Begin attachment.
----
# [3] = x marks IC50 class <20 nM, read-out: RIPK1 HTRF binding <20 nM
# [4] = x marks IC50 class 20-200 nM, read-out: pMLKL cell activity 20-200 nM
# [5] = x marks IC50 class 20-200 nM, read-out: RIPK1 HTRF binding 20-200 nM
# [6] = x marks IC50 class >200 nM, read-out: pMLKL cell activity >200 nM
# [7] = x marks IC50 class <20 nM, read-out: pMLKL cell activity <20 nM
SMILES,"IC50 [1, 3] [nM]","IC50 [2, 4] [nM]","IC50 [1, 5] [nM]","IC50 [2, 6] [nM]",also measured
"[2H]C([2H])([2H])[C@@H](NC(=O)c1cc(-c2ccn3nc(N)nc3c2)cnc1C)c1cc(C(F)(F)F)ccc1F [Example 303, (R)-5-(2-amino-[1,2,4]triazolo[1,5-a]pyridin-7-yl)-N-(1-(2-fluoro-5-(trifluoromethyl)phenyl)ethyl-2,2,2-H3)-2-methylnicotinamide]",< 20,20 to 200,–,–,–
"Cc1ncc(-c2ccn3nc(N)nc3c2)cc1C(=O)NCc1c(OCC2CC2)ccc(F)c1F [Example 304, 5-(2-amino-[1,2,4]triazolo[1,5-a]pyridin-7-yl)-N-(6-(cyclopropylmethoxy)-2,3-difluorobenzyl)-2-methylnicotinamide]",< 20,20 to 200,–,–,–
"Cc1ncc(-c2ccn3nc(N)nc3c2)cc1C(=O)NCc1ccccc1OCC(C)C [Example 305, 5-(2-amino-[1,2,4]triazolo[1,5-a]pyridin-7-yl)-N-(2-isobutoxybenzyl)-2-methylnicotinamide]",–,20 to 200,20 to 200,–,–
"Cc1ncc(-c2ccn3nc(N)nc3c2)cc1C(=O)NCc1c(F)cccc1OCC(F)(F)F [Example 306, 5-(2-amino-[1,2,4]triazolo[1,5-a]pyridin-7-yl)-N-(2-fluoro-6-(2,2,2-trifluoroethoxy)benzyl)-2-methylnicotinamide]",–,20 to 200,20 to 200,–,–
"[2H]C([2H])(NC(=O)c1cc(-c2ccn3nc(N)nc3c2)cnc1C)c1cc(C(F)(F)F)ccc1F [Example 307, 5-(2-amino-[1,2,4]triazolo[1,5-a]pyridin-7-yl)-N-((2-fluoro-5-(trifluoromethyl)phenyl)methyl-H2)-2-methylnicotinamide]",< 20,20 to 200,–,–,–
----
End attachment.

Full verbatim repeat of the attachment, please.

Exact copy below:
# [3] = x marks IC50 class <20 nM, read-out: RIPK1 HTRF binding <20 nM
# [4] = x marks IC50 class 20-200 nM, read-out: pMLKL cell activity 20-200 nM
# [5] = x marks IC50 class 20-200 nM, read-out: RIPK1 HTRF binding 20-200 nM
# [6] = x marks IC50 class >200 nM, read-out: pMLKL cell activity >200 nM
# [7] = x marks IC50 class <20 nM, read-out: pMLKL cell activity <20 nM
SMILES,"IC50 [1, 3] [nM]","IC50 [2, 4] [nM]","IC50 [1, 5] [nM]","IC50 [2, 6] [nM]",also measured
"[2H]C([2H])([2H])[C@@H](NC(=O)c1cc(-c2ccn3nc(N)nc3c2)cnc1C)c1cc(C(F)(F)F)ccc1F [Example 303, (R)-5-(2-amino-[1,2,4]triazolo[1,5-a]pyridin-7-yl)-N-(1-(2-fluoro-5-(trifluoromethyl)phenyl)ethyl-2,2,2-H3)-2-methylnicotinamide]",< 20,20 to 200,–,–,–
"Cc1ncc(-c2ccn3nc(N)nc3c2)cc1C(=O)NCc1c(OCC2CC2)ccc(F)c1F [Example 304, 5-(2-amino-[1,2,4]triazolo[1,5-a]pyridin-7-yl)-N-(6-(cyclopropylmethoxy)-2,3-difluorobenzyl)-2-methylnicotinamide]",< 20,20 to 200,–,–,–
"Cc1ncc(-c2ccn3nc(N)nc3c2)cc1C(=O)NCc1ccccc1OCC(C)C [Example 305, 5-(2-amino-[1,2,4]triazolo[1,5-a]pyridin-7-yl)-N-(2-isobutoxybenzyl)-2-methylnicotinamide]",–,20 to 200,20 to 200,–,–
"Cc1ncc(-c2ccn3nc(N)nc3c2)cc1C(=O)NCc1c(F)cccc1OCC(F)(F)F [Example 306, 5-(2-amino-[1,2,4]triazolo[1,5-a]pyridin-7-yl)-N-(2-fluoro-6-(2,2,2-trifluoroethoxy)benzyl)-2-methylnicotinamide]",–,20 to 200,20 to 200,–,–
"[2H]C([2H])(NC(=O)c1cc(-c2ccn3nc(N)nc3c2)cnc1C)c1cc(C(F)(F)F)ccc1F [Example 307, 5-(2-amino-[1,2,4]triazolo[1,5-a]pyridin-7-yl)-N-((2-fluoro-5-(trifluoromethyl)phenyl)methyl-H2)-2-methylnicotinamide]",< 20,20 to 200,–,–,–